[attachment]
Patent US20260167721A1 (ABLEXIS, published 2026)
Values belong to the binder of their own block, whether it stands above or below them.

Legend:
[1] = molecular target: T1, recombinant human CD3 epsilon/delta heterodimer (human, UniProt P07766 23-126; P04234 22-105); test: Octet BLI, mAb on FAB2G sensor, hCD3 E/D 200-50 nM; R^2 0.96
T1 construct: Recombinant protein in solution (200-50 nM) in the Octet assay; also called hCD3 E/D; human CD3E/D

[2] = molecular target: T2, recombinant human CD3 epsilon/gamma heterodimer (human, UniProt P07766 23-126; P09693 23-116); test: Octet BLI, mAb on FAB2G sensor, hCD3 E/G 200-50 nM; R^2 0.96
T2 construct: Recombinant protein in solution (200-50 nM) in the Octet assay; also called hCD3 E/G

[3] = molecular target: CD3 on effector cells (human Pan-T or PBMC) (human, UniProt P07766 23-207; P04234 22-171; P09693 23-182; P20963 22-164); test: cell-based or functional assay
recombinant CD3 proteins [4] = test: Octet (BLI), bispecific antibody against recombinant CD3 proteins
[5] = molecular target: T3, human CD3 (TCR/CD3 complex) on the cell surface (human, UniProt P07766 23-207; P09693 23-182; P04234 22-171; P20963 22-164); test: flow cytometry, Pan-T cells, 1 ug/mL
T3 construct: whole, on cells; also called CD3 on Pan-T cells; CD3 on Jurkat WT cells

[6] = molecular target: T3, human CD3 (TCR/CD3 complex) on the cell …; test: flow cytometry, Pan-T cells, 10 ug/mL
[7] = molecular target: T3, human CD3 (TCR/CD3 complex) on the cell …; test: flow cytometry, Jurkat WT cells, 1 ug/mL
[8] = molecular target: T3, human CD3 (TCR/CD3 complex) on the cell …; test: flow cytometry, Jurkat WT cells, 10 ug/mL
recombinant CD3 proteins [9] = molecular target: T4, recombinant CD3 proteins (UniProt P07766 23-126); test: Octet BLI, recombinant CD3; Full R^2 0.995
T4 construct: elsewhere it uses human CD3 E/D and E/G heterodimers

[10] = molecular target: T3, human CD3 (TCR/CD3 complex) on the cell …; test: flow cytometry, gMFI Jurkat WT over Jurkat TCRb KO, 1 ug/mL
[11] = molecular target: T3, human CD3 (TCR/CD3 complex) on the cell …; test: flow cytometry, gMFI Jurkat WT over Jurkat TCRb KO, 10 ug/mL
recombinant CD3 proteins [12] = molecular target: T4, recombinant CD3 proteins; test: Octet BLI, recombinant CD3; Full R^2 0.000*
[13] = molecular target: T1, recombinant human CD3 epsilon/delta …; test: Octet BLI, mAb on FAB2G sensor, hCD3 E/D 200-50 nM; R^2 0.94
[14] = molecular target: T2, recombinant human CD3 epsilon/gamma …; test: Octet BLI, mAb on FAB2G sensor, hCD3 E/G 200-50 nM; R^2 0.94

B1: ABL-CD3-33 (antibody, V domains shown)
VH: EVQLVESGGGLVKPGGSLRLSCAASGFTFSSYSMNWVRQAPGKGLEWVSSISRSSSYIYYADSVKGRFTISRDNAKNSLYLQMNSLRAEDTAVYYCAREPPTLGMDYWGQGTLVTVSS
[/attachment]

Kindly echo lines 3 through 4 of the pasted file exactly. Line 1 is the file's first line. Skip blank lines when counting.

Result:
Legend:
[1] = molecular target: T1, recombinant human CD3 epsilon/delta heterodimer (human, UniProt P07766 23-126; P04234 22-105); test: Octet BLI, mAb on FAB2G sensor, hCD3 E/D 200-50 nM; R^2 0.96